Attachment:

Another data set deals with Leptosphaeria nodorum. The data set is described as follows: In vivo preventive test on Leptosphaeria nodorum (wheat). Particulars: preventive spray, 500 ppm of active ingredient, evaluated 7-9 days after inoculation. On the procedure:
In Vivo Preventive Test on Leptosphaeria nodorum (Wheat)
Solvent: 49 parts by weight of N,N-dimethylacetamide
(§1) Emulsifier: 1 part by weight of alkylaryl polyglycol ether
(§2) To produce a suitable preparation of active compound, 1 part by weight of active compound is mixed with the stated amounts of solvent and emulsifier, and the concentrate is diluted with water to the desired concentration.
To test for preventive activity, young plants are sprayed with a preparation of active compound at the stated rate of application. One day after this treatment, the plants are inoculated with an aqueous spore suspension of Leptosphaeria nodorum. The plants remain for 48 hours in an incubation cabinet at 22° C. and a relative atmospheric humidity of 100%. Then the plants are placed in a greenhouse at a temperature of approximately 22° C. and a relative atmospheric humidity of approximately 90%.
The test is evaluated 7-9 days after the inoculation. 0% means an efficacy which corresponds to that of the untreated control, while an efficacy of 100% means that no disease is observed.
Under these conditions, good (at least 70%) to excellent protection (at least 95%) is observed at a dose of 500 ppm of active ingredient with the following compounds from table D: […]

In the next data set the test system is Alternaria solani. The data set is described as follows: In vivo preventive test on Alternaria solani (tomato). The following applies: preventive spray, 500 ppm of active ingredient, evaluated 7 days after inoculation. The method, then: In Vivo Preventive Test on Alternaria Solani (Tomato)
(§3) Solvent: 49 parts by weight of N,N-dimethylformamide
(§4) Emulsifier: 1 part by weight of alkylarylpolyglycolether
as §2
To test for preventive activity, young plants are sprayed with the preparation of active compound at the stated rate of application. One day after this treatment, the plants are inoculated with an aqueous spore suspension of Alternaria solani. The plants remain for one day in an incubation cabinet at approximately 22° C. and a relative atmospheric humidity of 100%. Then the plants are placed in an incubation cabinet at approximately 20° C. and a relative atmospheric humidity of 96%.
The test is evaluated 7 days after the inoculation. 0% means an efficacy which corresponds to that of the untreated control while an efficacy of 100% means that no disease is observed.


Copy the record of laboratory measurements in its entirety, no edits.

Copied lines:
Another data set deals with Leptosphaeria nodorum. The data set is described as follows: In vivo preventive test on Leptosphaeria nodorum (wheat). Particulars: preventive spray, 500 ppm of active ingredient, evaluated 7-9 days after inoculation. On the procedure:
In Vivo Preventive Test on Leptosphaeria nodorum (Wheat)
Solvent: 49 parts by weight of N,N-dimethylacetamide
(§1) Emulsifier: 1 part by weight of alkylaryl polyglycol ether
(§2) To produce a suitable preparation of active compound, 1 part by weight of active compound is mixed with the stated amounts of solvent and emulsifier, and the concentrate is diluted with water to the desired concentration.
To test for preventive activity, young plants are sprayed with a preparation of active compound at the stated rate of application. One day after this treatment, the plants are inoculated with an aqueous spore suspension of Leptosphaeria nodorum. The plants remain for 48 hours in an incubation cabinet at 22° C. and a relative atmospheric humidity of 100%. Then the plants are placed in a greenhouse at a temperature of approximately 22° C. and a relative atmospheric humidity of approximately 90%.
The test is evaluated 7-9 days after the inoculation. 0% means an efficacy which corresponds to that of the untreated control, while an efficacy of 100% means that no disease is observed.
Under these conditions, good (at least 70%) to excellent protection (at least 95%) is observed at a dose of 500 ppm of active ingredient with the following compounds from table D: […]

In the next data set the test system is Alternaria solani. The data set is described as follows: In vivo preventive test on Alternaria solani (tomato). The following applies: preventive spray, 500 ppm of active ingredient, evaluated 7 days after inoculation. The method, then: In Vivo Preventive Test on Alternaria Solani (Tomato)
(§3) Solvent: 49 parts by weight of N,N-dimethylformamide
(§4) Emulsifier: 1 part by weight of alkylarylpolyglycolether
as §2
To test for preventive activity, young plants are sprayed with the preparation of active compound at the stated rate of application. One day after this treatment, the plants are inoculated with an aqueous spore suspension of Alternaria solani. The plants remain for one day in an incubation cabinet at approximately 22° C. and a relative atmospheric humidity of 100%. Then the plants are placed in an incubation cabinet at approximately 20° C. and a relative atmospheric humidity of 96%.
The test is evaluated 7 days after the inoculation. 0% means an efficacy which corresponds to that of the untreated control while an efficacy of 100% means that no disease is observed.